Friday, October 9, 2015

A day in the life of a diver in Musandam: Octopus Rock and Lima Rock South

My logged dives #1388-89

After an exhausting work week I was happy to get home at 1:30 on Thursday, get packed, and get rolling on the highway through Shwaib to Madam, Dhaid, Masafi, and Dibba where we pitched up at the border and waited for Sampat to come along with our permits. It was hardly busy when we crossed just at dusk. Alcohol? the guard asked. "No," I replied. "I will check," his compatriot asserted. "Tfudel" I said, indicating the car. Be my guest. The guard handed back my papers through the window. His compatriot made no move to leave his kiosk and carry out inspection, so we drove on through the border and arrived at Nomad Ocean Adventure 5 minutes later.

We were looking forward to a chill weekend, starting right after a quick 5 km jog down to the Golden Tulip at the end of the beach and back again. Sweaty from our jog we relaxed in the pool. Buffet dinner was served by the time we exited and showered. There weren't many people around. Those who were went to bed early. Bobbi and I stayed online for a while in the commons room and then went to bed and right to sleep.

Next day the weather was ideal for diving, still balmy out, no need for warm clothes on the boat the hour out and back to and from the dive sites. Our first dive was at Octopus Rock, what we used to call The Stack. Most people like the dive and it's a treat to go there because it attracts currents, so we usually don't go when there are any students on the boat. 

Even today Hassan, the dive guide for the day, almost didn't take us there because there were two open water divers on board. But one had had over 300 dives, his friend just 35, but in the end Hassan took us there, for a very pleasant dive.

Because I was diving with two ladies who hardly breathe air, Kelly Harris had joined Bobbi and I that morning, I got to play with the site and vary from my usual route. When the current is lax I like to keep the rock on the right and lead north into the descending ridges to the north of the rock, then move to the north-heading ridge and follow that, reef on the left. We get down to around 20 meters as we round it and come back up its other side heading south. The trick then is to know where to pop over the ridge so as to swim across sand back to Octopus Rock just to the east. This is sometimes where we end our dive when some in our group run low on air, so we circle the rock at decreasing depth letting those who need to go to the surface.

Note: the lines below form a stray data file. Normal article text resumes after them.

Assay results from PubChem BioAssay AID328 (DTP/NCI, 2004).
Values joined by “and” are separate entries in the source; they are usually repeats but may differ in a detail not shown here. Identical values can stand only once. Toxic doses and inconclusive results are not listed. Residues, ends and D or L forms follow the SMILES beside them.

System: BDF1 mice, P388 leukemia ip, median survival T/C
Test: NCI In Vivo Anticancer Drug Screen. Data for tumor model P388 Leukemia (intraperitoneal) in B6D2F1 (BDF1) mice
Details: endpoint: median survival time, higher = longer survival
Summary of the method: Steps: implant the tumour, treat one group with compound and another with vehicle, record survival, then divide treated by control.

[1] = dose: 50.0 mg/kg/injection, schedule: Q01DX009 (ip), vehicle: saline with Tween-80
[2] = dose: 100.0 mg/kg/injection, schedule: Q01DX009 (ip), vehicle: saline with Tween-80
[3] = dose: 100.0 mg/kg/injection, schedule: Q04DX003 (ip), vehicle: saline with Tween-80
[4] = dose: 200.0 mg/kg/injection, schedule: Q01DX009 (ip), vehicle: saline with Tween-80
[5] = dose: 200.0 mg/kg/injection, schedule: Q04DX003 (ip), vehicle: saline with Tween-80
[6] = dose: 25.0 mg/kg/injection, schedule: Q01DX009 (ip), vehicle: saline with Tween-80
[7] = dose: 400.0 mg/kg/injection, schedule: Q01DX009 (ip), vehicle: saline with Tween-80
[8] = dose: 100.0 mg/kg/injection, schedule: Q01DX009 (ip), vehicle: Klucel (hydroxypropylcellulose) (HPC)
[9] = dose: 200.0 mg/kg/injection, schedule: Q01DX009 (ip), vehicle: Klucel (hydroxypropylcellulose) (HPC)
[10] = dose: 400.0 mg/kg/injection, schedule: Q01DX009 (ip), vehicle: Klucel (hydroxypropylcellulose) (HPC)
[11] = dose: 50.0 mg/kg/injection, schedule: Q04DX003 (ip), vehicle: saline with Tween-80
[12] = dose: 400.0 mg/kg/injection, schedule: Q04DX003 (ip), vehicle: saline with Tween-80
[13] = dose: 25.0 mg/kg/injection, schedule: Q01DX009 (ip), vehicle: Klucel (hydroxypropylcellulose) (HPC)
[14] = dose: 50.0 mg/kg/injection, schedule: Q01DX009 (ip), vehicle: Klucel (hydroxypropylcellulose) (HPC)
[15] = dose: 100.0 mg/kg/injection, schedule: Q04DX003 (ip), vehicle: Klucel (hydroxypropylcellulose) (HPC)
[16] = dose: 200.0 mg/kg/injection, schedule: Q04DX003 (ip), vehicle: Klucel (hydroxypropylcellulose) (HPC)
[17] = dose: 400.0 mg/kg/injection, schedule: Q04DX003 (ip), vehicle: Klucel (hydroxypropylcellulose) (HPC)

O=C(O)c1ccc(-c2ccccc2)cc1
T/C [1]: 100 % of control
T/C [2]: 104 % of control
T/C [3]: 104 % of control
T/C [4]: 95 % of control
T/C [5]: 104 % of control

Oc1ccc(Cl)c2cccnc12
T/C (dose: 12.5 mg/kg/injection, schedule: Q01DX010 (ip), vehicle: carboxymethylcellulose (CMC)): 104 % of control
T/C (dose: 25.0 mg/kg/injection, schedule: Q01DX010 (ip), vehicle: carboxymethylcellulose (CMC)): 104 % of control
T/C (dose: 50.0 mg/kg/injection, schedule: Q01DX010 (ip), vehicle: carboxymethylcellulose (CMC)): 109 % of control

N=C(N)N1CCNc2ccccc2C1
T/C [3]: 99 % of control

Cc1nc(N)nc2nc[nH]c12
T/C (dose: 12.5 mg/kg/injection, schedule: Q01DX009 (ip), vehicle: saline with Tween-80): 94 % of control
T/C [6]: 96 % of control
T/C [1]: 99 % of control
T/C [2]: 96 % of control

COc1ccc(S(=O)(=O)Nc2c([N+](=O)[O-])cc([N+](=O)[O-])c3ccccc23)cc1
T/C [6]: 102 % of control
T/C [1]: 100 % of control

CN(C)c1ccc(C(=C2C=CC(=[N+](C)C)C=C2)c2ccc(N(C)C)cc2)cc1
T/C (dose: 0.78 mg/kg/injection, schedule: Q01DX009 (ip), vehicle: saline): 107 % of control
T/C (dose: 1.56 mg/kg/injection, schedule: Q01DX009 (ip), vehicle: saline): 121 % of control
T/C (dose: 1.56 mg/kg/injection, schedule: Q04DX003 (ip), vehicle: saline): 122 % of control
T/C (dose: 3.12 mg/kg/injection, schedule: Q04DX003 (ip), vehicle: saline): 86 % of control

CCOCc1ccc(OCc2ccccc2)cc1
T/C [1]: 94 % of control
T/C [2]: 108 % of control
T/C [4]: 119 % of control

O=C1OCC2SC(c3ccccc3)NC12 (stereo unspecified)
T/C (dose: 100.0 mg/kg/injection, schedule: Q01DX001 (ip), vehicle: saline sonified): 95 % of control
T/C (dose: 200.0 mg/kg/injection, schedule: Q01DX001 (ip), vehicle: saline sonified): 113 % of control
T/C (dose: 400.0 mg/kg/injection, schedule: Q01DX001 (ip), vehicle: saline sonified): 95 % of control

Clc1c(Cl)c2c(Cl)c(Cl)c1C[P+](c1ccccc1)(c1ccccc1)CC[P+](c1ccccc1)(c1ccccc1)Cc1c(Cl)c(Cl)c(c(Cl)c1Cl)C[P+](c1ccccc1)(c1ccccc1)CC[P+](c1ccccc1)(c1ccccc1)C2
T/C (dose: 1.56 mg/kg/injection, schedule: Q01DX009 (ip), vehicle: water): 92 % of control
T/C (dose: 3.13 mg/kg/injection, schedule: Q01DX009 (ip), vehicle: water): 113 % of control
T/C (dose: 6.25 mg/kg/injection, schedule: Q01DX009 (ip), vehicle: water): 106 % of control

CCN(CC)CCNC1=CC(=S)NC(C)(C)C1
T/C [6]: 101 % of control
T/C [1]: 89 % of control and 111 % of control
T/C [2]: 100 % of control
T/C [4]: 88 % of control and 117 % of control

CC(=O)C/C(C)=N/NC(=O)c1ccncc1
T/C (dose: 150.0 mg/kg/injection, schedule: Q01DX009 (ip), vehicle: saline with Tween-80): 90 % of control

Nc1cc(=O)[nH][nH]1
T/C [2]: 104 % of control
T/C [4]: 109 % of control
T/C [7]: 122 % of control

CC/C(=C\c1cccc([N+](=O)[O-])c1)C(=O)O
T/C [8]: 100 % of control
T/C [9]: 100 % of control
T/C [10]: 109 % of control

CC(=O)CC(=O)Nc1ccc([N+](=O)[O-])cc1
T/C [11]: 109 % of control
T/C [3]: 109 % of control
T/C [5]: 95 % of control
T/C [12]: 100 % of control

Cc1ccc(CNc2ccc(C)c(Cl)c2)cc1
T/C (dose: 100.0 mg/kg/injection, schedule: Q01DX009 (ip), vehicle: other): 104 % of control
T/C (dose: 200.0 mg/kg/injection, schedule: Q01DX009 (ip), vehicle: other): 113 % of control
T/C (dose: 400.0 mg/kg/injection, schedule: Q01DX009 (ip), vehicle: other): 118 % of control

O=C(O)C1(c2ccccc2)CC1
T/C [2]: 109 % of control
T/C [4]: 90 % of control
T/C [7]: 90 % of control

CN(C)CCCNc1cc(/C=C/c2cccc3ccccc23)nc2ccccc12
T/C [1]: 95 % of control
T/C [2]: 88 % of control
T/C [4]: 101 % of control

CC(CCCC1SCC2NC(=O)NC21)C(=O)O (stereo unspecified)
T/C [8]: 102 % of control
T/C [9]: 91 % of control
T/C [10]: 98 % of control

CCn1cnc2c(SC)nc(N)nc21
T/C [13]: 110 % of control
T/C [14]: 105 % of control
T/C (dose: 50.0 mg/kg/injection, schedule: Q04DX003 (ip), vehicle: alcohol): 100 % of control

Today it was a little different. There was current present so I led the the east, Octopus Rock on our left. If the current had been strong we could have escaped to the ridges running to depth in that direction and hidden from it that way. But today it let us work our way to the north past schools of trigger fish and fusiliers. We kept a reasonable depth 15-18 meters as we crossed the north of the rock and kept heading west to the next ridge over, where i found an intimidating chameleon scorpion fish. Then we swam slowly to where that ridge lets us round it and came up its back side. There were more triggers here, and jacks, and as we popped over the ridge I came down on a batfish being cleaned by wrasse. Visibility was good and we could see Octopus Rock just over the sand. That's not always the case, sometimes I just go blind to the east. 

But this brought us to the rock where again there is abundant fish-life, especially the blue triggers, and some morays, including  a large honeycomb eel.

My group were just coming down to 100 bar here so I felt we could explore a little to the east of the rock. I led us that way to the nearest finger of ridge that plunged invitingly to depth. It was too late in the dive to go to the sand and easy to get disoriented without paying close attention to a compass. But our way back was west so I led in that direction and came out just south of the rock. Now we could expend time and gas spiraling up and around the rock, where batfish moved in close to check us out.